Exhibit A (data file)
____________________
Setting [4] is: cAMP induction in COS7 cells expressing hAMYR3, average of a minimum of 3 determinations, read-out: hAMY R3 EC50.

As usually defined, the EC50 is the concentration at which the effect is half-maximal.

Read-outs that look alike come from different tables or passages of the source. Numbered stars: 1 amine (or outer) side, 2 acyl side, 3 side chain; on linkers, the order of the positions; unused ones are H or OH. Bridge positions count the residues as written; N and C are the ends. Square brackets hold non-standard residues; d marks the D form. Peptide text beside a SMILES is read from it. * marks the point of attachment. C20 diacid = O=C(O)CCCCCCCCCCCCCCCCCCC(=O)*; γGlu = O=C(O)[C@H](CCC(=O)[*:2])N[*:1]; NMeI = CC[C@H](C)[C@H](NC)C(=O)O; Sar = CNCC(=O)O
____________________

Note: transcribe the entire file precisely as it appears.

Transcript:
Setting [4] is: cAMP induction in COS7 cells expressing hAMYR3, average of a minimum of 3 determinations, read-out: hAMY R3 EC50.

As usually defined, the EC50 is the concentration at which the effect is half-maximal.

Read-outs that look alike come from different tables or passages of the source. Numbered stars: 1 amine (or outer) side, 2 acyl side, 3 side chain; on linkers, the order of the positions; unused ones are H or OH. Bridge positions count the residues as written; N and C are the ends. Square brackets hold non-standard residues; d marks the D form. Peptide text beside a SMILES is read from it. * marks the point of attachment. C20 diacid = O=C(O)CCCCCCCCCCCCCCCCCCC(=O)*; γGlu = O=C(O)[C@H](CCC(=O)[*:2])N[*:1]; NMeI = CC[C@H](C)[C@H](NC)C(=O)O; Sar = CNCC(=O)O